The Golden Age
by John C. Wright
A book review by Mark L. Olson
Tor, 2002, $24.95, 336 pp
The Golden Age is a first novel and the first third of a trilogy. If the remaining volumes (The Phoenix Exultant, the second, is due out in early 2003) lives up to the first's promise, we'll have a minor classic.
I find it difficult to describe this book: the best short description I can give is The Dying Earth crossed with cyberpunk. The story takes place a long time from now in a world of god-like machines and god-like men, a golden age where people have unimaginable wealth and live in a mixed, almost superimposed, world of reality and cyber-dreams.
Phaethon is a young man wandering through a world-wide festival, an entire year of festival which will culminate in humans and machines merging in a moment of transcendence which will set the whole civilization's agenda for the next thousand years. It's a time of mystery and opportunity.
Phaethon, however, is disturbed. He has met some very strange beings (strange even for his world) and learned that there is something very strange about himself. Eventually, he discovers that he has voluntarily removed several hundred years' of his memories to expiate a crime that he apparently committed; in fact, that every human on Earth and most of the machines have also removed their memories of his crime.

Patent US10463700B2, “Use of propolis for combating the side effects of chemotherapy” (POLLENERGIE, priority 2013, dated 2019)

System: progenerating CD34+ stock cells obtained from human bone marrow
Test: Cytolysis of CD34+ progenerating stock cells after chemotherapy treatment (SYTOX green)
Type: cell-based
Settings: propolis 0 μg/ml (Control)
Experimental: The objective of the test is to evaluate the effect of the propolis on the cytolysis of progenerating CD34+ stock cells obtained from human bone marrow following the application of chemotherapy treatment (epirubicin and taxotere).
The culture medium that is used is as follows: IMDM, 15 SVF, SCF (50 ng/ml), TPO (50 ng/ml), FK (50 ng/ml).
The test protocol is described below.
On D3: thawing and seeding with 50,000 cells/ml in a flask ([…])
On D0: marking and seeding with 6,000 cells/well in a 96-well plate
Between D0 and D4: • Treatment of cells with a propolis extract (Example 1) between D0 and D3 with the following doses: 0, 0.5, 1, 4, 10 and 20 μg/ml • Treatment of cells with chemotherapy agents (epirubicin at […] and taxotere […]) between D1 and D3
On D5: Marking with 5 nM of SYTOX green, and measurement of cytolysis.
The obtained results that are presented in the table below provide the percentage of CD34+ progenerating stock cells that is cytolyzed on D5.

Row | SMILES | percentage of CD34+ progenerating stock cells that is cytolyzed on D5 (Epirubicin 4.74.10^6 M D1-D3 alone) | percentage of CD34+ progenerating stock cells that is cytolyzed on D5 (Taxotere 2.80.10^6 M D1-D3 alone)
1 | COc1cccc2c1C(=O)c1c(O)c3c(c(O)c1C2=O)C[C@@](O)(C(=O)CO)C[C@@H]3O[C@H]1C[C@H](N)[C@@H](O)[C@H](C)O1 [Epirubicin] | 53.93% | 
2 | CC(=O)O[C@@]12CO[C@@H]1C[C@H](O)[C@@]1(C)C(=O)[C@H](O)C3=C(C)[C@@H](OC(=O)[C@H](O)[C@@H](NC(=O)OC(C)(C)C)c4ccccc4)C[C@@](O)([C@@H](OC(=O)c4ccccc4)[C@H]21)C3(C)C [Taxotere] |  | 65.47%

What was his crime? Should he attempt to recover his lost memories? Who are his friends and who his enemies? Why?
The book comes closer than anything I have been able to read and enjoy to providing a picture of life after the Singularity. It a very strange and very beautiful and very dangerous world. And Wright has done a fine job of telling a most interesting story set in this most strange world. There's a lotta "most"s in that sentence, but they're appropriate.
The one problem I had with The Golden Age is that the tone seemed to shift through the books from the almost intolerable dreaminess of the beginning to a somewhat more ordinary narrative later on. Or, perhaps, I just got a bit more used to the world.
In any event, I highly recommend this book.
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